In my comedy Terms and Conditions Apply, an actor had to say the following lines as fast as he could:
“This Party is registered with House of Commons Political Services. Membership subject to status. Services may be provided in conjunction with another Party. The Party reserves the right to amend or withdraw policies without prior notice. Minimum spend: your entire household income. Offers subject to availability and end when the Party chooses. Typical APR ten thousand per cent. Exclusions apply. Selected other Parties may contact you with offers, which you should ignore. Participating politicians only. Go online for details. Terms and conditions apply.”
The idea was to satirise radio advertisements by bringing their language into normal conversation. The audience certainly got it!
Daft though such speed-talk is, at least the words are plain English. Less so I fear with other media. Okay, the abbreviations and acronyms used in texting or on Facebook – ur, lol, wd, cd and so on – though often irritating, have been normalised across generations, and are at least underpinned by recognisable English. (Btw, I use btw from time to time). And thirty years ago when seemingly complicated website and email addresses started appearing on letterheads and advertisements, they soon proved to be simply a point of contact, like a postal address – once you’d accessed the address you could communicate in ordinary English.
Not so Twitter. This instant-messaging medium has a bright blue language of its own and limits messages to 140 characters. Addresses are prefixed with @, and have to come out of this allocation. Some messages use so many @addresses that there are few of the 140 left for proper words. I just drew the following tweet off my Twitter feed:
Not good communication and not easy reading. And clicking on any of the @addresses leads to an equally impenetrable barrage of @information and few meaningful words.
Then there’s the hashtag. This allows you to follow a topic of specific interest or current fashion. The subject is prefixed with # to draw attention. Shops now prefer a #BetterBuy banner in their window to a ‘50% Off’ poster, and TV channels invite you to click on #LostDog to find out more about, well, you guess …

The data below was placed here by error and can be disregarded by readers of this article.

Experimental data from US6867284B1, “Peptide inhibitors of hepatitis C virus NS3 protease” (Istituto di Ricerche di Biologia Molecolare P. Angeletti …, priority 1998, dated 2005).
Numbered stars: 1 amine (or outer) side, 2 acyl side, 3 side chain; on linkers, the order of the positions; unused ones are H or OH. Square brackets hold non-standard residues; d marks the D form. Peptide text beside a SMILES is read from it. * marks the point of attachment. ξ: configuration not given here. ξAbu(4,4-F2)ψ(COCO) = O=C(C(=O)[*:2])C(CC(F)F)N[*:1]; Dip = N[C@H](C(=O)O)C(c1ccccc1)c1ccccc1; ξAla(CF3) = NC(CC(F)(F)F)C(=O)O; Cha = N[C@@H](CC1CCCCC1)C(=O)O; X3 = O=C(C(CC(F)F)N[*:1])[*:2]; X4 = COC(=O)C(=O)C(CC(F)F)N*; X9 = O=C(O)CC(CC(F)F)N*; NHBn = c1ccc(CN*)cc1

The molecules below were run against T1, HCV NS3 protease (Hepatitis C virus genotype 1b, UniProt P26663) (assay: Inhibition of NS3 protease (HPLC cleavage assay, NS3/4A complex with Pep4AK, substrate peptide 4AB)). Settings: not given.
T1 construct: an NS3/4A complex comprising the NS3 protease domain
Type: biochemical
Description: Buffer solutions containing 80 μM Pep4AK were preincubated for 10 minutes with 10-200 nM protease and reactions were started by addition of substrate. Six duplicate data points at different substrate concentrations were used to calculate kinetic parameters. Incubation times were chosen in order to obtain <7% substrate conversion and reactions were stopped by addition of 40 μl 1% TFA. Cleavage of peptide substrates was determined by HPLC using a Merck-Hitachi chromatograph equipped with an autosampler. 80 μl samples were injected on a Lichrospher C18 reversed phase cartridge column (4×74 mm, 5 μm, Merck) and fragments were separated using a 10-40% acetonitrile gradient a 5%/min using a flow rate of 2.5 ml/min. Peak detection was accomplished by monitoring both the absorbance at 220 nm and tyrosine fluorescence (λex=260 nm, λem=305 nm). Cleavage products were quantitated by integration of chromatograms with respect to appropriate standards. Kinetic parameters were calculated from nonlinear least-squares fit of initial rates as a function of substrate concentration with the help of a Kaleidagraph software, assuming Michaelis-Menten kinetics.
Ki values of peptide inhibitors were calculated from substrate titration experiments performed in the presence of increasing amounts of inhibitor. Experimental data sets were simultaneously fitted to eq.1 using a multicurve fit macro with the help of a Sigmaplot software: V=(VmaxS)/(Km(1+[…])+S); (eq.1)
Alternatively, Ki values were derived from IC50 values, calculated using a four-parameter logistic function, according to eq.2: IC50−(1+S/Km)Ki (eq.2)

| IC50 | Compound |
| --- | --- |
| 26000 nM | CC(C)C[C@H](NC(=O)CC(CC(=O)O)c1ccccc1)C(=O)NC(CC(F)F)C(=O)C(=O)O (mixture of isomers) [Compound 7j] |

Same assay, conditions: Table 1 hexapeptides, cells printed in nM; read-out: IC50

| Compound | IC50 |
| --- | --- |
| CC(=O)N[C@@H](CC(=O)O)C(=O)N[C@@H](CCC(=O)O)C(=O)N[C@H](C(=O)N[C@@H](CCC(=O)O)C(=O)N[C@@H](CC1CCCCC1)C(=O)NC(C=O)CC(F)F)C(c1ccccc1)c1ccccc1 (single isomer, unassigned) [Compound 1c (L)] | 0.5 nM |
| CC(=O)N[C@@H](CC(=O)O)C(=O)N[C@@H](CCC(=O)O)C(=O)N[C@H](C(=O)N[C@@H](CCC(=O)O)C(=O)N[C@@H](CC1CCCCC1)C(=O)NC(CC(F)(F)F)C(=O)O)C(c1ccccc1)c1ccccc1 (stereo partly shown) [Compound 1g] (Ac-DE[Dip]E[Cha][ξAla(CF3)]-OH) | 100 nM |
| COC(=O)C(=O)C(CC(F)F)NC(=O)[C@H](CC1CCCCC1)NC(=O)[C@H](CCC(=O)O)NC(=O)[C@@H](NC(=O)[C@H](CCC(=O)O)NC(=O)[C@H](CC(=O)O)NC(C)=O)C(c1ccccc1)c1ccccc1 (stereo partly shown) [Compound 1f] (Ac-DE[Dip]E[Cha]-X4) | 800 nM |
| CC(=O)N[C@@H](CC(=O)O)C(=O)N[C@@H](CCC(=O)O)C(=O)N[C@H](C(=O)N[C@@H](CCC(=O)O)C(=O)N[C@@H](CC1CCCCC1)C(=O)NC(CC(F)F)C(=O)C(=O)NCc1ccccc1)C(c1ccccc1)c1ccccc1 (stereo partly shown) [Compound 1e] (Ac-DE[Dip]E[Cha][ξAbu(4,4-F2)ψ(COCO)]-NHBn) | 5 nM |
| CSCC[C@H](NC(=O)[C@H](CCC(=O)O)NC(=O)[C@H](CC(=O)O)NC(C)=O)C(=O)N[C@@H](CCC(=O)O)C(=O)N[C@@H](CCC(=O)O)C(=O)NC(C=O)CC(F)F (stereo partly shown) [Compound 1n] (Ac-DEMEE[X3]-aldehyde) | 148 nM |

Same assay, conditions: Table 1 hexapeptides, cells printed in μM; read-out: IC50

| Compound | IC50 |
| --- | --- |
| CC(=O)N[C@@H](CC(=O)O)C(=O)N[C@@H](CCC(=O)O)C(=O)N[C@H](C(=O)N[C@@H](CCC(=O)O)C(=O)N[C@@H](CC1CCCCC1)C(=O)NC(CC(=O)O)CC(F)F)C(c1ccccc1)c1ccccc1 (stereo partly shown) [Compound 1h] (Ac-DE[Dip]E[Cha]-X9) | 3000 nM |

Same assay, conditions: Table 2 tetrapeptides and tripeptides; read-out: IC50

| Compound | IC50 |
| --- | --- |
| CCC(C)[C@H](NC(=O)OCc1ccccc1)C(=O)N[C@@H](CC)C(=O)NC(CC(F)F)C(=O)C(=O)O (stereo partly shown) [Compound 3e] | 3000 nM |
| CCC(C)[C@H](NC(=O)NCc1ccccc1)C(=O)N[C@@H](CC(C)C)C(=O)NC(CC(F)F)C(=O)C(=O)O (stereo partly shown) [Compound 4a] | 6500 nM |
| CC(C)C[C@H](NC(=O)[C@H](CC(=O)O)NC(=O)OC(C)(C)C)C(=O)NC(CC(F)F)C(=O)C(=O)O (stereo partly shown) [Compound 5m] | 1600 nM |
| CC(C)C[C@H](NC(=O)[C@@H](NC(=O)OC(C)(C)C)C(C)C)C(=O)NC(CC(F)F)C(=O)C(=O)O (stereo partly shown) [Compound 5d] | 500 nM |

Here’s another actual tweet from my account:
The @s and the #s take up over half the spaces, and, though photos speak many words, the added BBC link eats up most of the rest. Hard going.
Okay, @PaulCostello8 is a dinosaur when it comes to social media #FairCop. So I’ve tried to come @ it another way. If communication in plain English is seriously hampered by a limit of 140 bright blue characters then I thought we could at least extend its useage to other @times and @places, say during a ch@ or when b@ting ideas about. We could call it Twitter Talk. #BetterValue #ImproveCommunications #NewLanguage #WorthTrying
I put my idea to the test in Hereford last week. I’d cooked up a bulk hash of chopped cold meat and vegetables, reheated in a spicy sauce, and wanted some tags to label the freezer bags with. So I caught the @DRM476 bus into town and visited @Wilkinsons for some hash tags #HashTags.
I couldn’t see any on the shelves #NoHashTags, and when I checked with the Customer Assistant she said,
‘Sorry luv, we’re out of hash tags.’
‘What, none at all, HashtagNoHashTags?’ I said.
‘Ever so sorry,’ she said. ‘They’re trending at the moment.’
‘What does “trending” mean?’ I asked.
‘Well,’ she said, ‘once we started hashtagging hash tags it caught people’s @tention and now everybody wants them.’
‘So @everyone thinks hash tags are fashionable?’ I said.
‘Yes,’ she replied. ‘A trend. Hash tags are trending HashtagHashTagsTrending.’
As you can imagine, I was delighted at her quick grasp of Twitter Talk!
‘When are you getting some more?’ I said. ‘I need to tag my hash.’
‘Ah, there’s a problem. Our stock buyer has made a hash of ordering hash tags HashtagHashUpHashTags. He didn’t tell @HashTagProducts who supply our hash tags that they were trending as a result of our HashtagHashTags, so they too are out of stock. It’ll be at least three weeks.’
‘Not very clever of the buyer,’ I suggested.
‘Yeah – his problem is he’s too fond of the old, you know …’ she said, making a smoking gesture with her hand.
Pitching herself wholeheartedly into Twitter Talk, the Customer Assistant said,
‘Yes, he hashes things up at the best of times, but this time the hash has clearly hashed up his hash tag handling HashtagHashHashingUpHashTagHandling, and @HashTagProducts aren’t happy about it.’
As we were ch@ting, I was becoming increasingly agitated by two children running up and down the aisles punching each other. Pre-empting me, the Customer Assistant said,
‘It’s okay. They’re only playing tag HashtagTag. Not harming anyone.’
‘But where are the parents?’ I said.
‘They’ll not be far away. Probably got ’em electronically tagged to keep a track on them HashtagTaggingTaggers!’ she said, laughing.
‘No doubt tagging taggers is trending too,’ I ventured.
‘Definitely! HashtagTaggingTaggers@HashTagShelves. Anyway, good luck with the hash tags. Try @Boots or @WHSmith in @HighStreet.’
I came away really excited about our conversation! In the same way as I’d successfully brought the speed-talk of radio-ad language into Terms and Conditions Apply @MarketTheatre @Ledbury @LastSummer #HilariousComedy #GreatAudience #MyFirstPlay, in one simple exchange I’d shown that moving away from on-screen Twitter can add value. #TwitterTalk #NoLimitOnCharacters #UseInEverydayConversation
Watch this space! I’ve got a sneaky feeling that before long Twitter Talk will be trending!
Copyright © Paul Costello April 2015
click. com – a play by Paul Costello. A comic romp through the joys and pitfalls of internet dating for ‘mature’ people. Showing at Bosbury Parish Hall Friday 24th/Saturday 25th July 2015.